Home is where kids learn to love and, unfortunately, to hate.
As we recall the life of the Rev. Dr. Martin Luther King Jr., I often wonder how he managed to maintain his nonviolent position in the face of all the aggression and inhumanity he experienced.
As Dr. King explained it in “An Autobiography of Religious Development,” a 1950 essay, “It is quite easy for me to think of a God of love mainly because I grew up in a family where love was central and where lovely relationships were ever present.”
He devoted his life to the pursuit of social, political and economic freedom for all. Because of that pervasive love in his family, Dr. King may have always had a sense of internal freedom.
All of us learn about life from our families. We learn whether the world is a safe and loving place or whether it is a dangerous place of which we should be wary. We learn about whether people are good or bad and we learn about love, relationships, priorities and values. And we also learn about hatred, prejudice and intolerance. Granted, some forms of discrimination are probably hardwired, but family is where intolerance is nurtured.
If you think I am talking about someone else, listen to a typical conversation at your house. How much time is spent talking about people who annoy you – including family members? Do you comment about “those” politicians, or “those” new neighbors? Do you express intolerance about any group of people?
Every time words of discrimination and anger are expressed in the house, children absorb them like secondhand smoke. And in that moment of judgment or prejudice, all access to love is cut off because it is impossible to be close-minded and loving at the same time. And the consequences can extend beyond our own home.
After the 9/11 attacks I chaired a panel of high school students discussing discrimination. One of the panelists was a young Muslim woman wearing traditional garb. She said that she had only experienced discrimination once since 9/11: “I was on the subway platform and I looked up and saw a woman looking at me with hatred in her eyes.” When I asked her what it was like for her to be on the receiving end of that stare, she began to cry and talked about how frightened and self-conscious she felt. Every act of hatred, discrimination, prejudice or intolerance causes suffering. Words cause pain. And they cause pain to those who hear them and those who speak them.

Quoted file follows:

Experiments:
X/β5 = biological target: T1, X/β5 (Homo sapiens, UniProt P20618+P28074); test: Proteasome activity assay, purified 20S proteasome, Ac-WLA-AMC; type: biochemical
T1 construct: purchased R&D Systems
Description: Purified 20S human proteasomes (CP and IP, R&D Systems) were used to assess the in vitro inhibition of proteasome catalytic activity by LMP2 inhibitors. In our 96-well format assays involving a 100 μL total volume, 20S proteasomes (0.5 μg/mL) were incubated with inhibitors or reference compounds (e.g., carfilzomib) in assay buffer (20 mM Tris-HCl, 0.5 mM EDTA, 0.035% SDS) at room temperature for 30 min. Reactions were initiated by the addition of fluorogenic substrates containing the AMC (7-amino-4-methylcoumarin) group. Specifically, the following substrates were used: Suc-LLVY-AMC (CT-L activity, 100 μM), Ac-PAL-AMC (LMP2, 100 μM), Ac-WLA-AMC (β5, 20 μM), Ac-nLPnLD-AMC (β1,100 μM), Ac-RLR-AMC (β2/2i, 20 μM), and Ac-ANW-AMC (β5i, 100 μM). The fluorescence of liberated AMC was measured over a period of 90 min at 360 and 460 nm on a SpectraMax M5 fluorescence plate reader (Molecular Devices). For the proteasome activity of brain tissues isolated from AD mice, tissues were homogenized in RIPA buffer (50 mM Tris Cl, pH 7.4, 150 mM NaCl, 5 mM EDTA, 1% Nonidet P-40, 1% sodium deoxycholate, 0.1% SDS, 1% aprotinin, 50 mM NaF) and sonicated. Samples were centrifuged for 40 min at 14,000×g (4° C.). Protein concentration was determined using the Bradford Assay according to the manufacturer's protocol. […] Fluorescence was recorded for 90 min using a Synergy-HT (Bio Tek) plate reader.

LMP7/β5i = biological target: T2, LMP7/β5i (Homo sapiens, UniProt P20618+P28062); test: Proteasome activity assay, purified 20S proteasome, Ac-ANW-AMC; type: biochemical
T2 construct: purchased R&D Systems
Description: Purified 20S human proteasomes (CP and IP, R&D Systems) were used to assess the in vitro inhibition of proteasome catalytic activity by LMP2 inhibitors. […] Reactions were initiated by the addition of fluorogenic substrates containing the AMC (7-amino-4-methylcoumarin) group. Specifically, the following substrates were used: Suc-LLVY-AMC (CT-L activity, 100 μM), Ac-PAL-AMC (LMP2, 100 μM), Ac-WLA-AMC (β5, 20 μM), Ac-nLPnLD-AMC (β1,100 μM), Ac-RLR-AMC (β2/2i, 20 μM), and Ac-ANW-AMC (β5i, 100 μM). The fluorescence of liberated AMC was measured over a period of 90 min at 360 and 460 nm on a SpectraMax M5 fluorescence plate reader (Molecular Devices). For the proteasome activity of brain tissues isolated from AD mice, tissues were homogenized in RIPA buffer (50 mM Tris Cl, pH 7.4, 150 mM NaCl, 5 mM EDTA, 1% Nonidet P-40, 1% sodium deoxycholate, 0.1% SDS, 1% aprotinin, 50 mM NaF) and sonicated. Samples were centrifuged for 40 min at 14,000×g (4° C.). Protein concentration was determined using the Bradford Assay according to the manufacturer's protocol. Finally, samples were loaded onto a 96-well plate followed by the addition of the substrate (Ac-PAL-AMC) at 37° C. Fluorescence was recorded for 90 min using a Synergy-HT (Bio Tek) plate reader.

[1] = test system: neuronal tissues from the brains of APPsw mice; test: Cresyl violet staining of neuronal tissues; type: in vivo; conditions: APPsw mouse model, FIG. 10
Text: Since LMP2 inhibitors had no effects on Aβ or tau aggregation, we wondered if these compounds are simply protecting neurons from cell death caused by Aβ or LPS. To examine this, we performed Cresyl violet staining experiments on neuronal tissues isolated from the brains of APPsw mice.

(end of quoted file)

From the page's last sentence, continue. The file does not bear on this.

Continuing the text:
To begin the process of change, perhaps we should think very differently about child-rearing. What if we stop preparing our children for a difficult, competitive and challenging world, and try to envision the world we would like to see them inhabit? Probably that would be a world of kindness and generosity. Perhaps it would be a world where compassion was more prevalent than criticism; one in which injustice to one would feel like injustice to all.
When you are done visualizing the world you would like for your children, begin thinking about how to raise children capable of creating such a world.
Once we have the vision and the goals, we are ready to take some steps:
Make a commitment to yourself to make a genuine effort to care more and criticize less. Remember, you are beginning a process that will last a lifetime. So don’t criticize yourself for not doing it well the first day!
Notice how you feel when you are being critical or judgmental versus when you are feeling caring or loving.
Make it a family policy that there be no criticism of anyone at the dinner table.
Extend your sense of caring to the larger world. Remember, if you want your children to live in a world where people care about one another, teach through action. For example:
Gerda Weissman Klein was 17 years old when the Nazis took her from her beloved home and sent her on Hitler’s infamous “death march” in which hundreds of women died from exhaustion and hunger. When she later arrived in the United States, she said that no child should ever experience the kind of hunger she did. As a result, she has created a foundation (www.kleinfoundation.org) devoted to teaching school children compassion for others and how to contribute to diminishing hunger.
Almost every spiritual leader the world has ever known has told us to feed the hungry and pursue justice for all. It’s time to listen.
Every family should have a cause to which its members are devoted. And devotion takes time, care and investment. Make an active contribution to diminishing the suffering of others. It will teach your children – and it will change you.
The question is not whether we will be extremist, but what kind of extremist will we be. Will we be extremists for hate or will we be extremists for love? Will we be extremists for the preservation of injustice – or will we be extremists for the cause of justice?
– Martin Luther King Jr.
“Letter from Birmingham Jail,” April 1963